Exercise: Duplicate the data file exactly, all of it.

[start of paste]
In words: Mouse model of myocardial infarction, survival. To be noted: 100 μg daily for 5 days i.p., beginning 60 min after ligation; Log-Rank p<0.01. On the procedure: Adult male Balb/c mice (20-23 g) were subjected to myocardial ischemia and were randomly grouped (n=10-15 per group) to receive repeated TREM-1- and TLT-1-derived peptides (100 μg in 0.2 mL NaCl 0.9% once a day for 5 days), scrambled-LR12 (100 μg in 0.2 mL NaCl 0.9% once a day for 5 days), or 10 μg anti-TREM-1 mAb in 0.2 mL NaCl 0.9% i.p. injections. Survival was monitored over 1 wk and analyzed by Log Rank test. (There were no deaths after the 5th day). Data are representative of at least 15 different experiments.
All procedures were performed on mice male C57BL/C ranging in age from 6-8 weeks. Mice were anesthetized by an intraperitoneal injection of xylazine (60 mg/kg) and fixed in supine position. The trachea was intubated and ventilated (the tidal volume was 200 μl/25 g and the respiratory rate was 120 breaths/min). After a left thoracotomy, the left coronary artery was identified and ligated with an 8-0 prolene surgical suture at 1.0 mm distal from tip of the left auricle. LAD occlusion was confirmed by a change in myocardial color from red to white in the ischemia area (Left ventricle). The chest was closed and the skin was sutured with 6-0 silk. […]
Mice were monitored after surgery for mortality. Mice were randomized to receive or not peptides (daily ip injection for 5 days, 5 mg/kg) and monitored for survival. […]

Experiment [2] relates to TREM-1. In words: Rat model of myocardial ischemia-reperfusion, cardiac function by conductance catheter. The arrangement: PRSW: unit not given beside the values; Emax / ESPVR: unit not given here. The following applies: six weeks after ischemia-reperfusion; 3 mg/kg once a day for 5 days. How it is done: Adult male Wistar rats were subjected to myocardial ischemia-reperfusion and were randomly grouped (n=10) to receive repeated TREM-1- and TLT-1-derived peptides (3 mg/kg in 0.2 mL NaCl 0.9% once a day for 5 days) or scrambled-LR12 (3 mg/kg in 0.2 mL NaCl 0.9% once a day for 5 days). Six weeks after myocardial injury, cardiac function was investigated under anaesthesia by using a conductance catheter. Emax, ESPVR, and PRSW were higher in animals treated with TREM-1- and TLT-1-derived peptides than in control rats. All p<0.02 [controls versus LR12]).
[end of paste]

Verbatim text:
In words: Mouse model of myocardial infarction, survival. To be noted: 100 μg daily for 5 days i.p., beginning 60 min after ligation; Log-Rank p<0.01. On the procedure: Adult male Balb/c mice (20-23 g) were subjected to myocardial ischemia and were randomly grouped (n=10-15 per group) to receive repeated TREM-1- and TLT-1-derived peptides (100 μg in 0.2 mL NaCl 0.9% once a day for 5 days), scrambled-LR12 (100 μg in 0.2 mL NaCl 0.9% once a day for 5 days), or 10 μg anti-TREM-1 mAb in 0.2 mL NaCl 0.9% i.p. injections. Survival was monitored over 1 wk and analyzed by Log Rank test. (There were no deaths after the 5th day). Data are representative of at least 15 different experiments.
All procedures were performed on mice male C57BL/C ranging in age from 6-8 weeks. Mice were anesthetized by an intraperitoneal injection of xylazine (60 mg/kg) and fixed in supine position. The trachea was intubated and ventilated (the tidal volume was 200 μl/25 g and the respiratory rate was 120 breaths/min). After a left thoracotomy, the left coronary artery was identified and ligated with an 8-0 prolene surgical suture at 1.0 mm distal from tip of the left auricle. LAD occlusion was confirmed by a change in myocardial color from red to white in the ischemia area (Left ventricle). The chest was closed and the skin was sutured with 6-0 silk. […]
Mice were monitored after surgery for mortality. Mice were randomized to receive or not peptides (daily ip injection for 5 days, 5 mg/kg) and monitored for survival. […]

Experiment [2] relates to TREM-1. In words: Rat model of myocardial ischemia-reperfusion, cardiac function by conductance catheter. The arrangement: PRSW: unit not given beside the values; Emax / ESPVR: unit not given here. The following applies: six weeks after ischemia-reperfusion; 3 mg/kg once a day for 5 days. How it is done: Adult male Wistar rats were subjected to myocardial ischemia-reperfusion and were randomly grouped (n=10) to receive repeated TREM-1- and TLT-1-derived peptides (3 mg/kg in 0.2 mL NaCl 0.9% once a day for 5 days) or scrambled-LR12 (3 mg/kg in 0.2 mL NaCl 0.9% once a day for 5 days). Six weeks after myocardial injury, cardiac function was investigated under anaesthesia by using a conductance catheter. Emax, ESPVR, and PRSW were higher in animals treated with TREM-1- and TLT-1-derived peptides than in control rats. All p<0.02 [controls versus LR12]).